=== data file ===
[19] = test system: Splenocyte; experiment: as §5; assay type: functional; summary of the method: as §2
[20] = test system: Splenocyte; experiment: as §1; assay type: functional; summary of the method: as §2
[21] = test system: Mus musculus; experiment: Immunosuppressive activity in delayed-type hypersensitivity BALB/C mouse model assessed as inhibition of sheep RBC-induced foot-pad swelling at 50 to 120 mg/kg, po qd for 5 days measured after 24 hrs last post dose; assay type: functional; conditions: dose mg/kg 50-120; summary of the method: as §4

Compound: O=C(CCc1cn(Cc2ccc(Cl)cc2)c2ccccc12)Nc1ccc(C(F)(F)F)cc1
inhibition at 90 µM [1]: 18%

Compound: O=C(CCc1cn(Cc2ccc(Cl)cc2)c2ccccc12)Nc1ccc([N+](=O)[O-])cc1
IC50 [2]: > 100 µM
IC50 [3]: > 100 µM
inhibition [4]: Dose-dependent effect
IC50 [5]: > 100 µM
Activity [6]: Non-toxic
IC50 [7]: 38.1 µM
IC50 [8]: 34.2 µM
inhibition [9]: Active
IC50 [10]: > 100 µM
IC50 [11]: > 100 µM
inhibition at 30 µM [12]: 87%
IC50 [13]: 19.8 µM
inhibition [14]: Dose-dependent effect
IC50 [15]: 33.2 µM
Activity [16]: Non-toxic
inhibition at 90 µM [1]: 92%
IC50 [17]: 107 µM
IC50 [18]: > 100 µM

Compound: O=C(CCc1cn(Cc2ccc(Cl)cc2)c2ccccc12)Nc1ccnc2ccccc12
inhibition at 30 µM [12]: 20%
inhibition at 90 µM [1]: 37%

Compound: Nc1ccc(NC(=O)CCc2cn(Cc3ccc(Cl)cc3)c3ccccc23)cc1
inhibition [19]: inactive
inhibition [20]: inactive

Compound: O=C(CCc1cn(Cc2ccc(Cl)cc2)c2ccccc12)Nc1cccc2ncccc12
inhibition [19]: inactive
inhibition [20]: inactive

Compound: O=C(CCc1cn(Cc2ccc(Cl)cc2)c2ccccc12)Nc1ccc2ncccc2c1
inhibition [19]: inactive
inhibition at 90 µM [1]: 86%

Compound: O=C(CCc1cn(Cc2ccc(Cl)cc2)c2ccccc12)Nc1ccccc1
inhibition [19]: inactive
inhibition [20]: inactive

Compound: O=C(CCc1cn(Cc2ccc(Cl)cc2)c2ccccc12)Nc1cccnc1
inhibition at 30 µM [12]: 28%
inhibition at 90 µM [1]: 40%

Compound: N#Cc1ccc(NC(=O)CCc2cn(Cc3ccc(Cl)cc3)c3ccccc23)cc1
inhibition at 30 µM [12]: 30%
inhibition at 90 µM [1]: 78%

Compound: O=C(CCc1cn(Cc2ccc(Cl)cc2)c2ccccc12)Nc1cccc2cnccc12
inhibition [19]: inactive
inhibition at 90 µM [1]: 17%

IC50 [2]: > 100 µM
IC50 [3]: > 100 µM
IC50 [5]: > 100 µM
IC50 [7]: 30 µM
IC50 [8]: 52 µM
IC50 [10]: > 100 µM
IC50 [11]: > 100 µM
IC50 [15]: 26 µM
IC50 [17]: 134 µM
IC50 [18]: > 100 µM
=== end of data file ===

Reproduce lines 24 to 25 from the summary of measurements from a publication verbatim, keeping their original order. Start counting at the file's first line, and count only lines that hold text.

IC50 [18]: > 100 µM

Compound: O=C(CCc1cn(Cc2ccc(Cl)cc2)c2ccccc12)Nc1ccnc2ccccc12